3 Ways to Adjust Short Call Options | Options Trading Concepts
How to Adjust
Change is part of everyone's life. It can mean anything from moving to a new place, having a major life event upset your life (like an illness or death), or dealing with a relationship. Learning to adjust to changes will help you feel more in charge and confident in your life.
Adjusting to a Move
Allow yourself to feel upset.You won't be doing yourself any favors by trying to avoid the feelings moving is going to bring up. You're probably excited, anxious, stressed out, sad to leave your old life behind. All of these are natural and okay!
- Take a time-out when everything gets to be too much. This can be something as simple as 15 minutes in a quiet room in a coffee shop, or sitting on a park bench.
- When you're reminded of your old life don't push those feelings away. Take the time to sit with them even if it means crying. Working through your emotions will allow you to have a better time in your new place of residence.
Release your expectations.You have ideas about what you want your new life to be like. Chances are that isn't how your new life is going be. That doesn't mean that your new life is bad or wrong. You'll have to let go of your expectations and let it be what it's going to be.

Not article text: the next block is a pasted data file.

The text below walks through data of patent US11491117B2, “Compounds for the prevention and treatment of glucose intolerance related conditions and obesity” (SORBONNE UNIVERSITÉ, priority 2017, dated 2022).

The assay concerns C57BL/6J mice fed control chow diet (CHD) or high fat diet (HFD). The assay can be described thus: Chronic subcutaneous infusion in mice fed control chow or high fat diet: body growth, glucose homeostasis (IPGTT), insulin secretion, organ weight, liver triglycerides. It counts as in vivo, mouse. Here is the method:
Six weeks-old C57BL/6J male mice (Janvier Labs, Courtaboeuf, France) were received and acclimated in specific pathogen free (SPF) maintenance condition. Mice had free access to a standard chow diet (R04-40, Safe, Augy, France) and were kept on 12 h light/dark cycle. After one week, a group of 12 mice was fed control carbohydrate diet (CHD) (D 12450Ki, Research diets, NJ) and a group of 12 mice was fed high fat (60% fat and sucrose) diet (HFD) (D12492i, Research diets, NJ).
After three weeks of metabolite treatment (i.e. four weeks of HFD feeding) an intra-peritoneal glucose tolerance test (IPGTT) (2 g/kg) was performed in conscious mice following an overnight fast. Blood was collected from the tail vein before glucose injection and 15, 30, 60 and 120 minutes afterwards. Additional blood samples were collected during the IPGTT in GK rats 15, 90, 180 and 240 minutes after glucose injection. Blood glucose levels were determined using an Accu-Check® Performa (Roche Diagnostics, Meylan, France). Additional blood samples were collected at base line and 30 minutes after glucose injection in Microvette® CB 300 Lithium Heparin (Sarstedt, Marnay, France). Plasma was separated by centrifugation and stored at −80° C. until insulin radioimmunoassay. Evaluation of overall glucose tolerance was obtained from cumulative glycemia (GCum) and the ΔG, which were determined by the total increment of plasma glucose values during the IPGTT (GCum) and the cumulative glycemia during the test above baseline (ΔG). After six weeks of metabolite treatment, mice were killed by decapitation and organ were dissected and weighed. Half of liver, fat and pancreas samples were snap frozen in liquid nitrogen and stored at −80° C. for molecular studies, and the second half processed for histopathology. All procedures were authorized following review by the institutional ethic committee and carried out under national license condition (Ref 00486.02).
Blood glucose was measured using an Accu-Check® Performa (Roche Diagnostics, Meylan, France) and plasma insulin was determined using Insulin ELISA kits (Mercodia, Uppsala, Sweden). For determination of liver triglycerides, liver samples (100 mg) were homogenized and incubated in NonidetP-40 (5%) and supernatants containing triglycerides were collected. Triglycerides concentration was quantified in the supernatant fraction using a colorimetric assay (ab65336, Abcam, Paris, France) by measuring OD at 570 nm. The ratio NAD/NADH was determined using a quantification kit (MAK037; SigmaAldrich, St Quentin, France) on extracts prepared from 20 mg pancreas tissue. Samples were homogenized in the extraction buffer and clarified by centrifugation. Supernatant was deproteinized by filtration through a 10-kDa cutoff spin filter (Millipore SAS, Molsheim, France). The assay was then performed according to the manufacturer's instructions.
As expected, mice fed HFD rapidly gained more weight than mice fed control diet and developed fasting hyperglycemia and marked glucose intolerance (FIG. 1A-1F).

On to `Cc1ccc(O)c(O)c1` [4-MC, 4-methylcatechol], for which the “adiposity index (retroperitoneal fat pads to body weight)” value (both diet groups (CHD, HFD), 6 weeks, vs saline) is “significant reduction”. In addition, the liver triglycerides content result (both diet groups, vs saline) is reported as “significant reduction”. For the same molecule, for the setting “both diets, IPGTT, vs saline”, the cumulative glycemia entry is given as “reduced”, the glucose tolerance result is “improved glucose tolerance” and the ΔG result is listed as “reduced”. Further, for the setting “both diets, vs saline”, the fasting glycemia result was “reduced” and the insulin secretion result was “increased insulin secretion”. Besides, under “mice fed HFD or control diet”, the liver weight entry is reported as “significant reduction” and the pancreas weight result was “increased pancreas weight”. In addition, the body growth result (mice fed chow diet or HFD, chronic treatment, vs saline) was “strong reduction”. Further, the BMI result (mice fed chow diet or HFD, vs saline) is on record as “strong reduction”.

- Be present. Instead of planning how you're going to make the future better, or remembering how good the past was, revel in each moment you're experiencing in your new place. Soon this will all be so familiar you won't even notice it. Enjoy the fact that you're seeing new things and new places.
- This new place and life is going to be different from the old one. You can't recreate what you had. When you find yourself comparing the new place to the old one stop! Remind yourself that things are different and different doesn't necessarily mean bad. Give the new place a chance to be good for you.
- Remember you probably won't fit in immediately. It will take time to find people who could be your friends. It will take time to learn the new area, to learn the new customs. It will take time to find your new favorite bakery, your new bookstore, your new gym.
Get to know your new place.One part of adjusting to a new place is actually getting to know it. If you stay holed up in your house or apartment thinking about the past you aren't going to make new friends and find new ways of being. Get out there!
- Join an organization that you enjoy. This could be anything from a library book club, to volunteering for a group you support. Religious organizations are great places to find a new community if you are religious. Otherwise political organizations, or artistic groups (like singing groups, knitting circles, quilting circles, scrapbookers, etc.) are good bets.
- Go out with your work colleagues. If you've moved to a new place because of a new job, ask your work colleagues where the best going-out places are, and invite them to go out with you. Even if you don't build lasting friendships you never know who you'll meet or be introduced to.
- Talk to people. Make small talk with the check-out person at the grocery store, that person waiting at the bus stop with you, the librarian behind the counter, the barista at the coffee shop. You'll get to know a bit about the place you live in and you'll start meeting people and getting comfortable with your surroundings.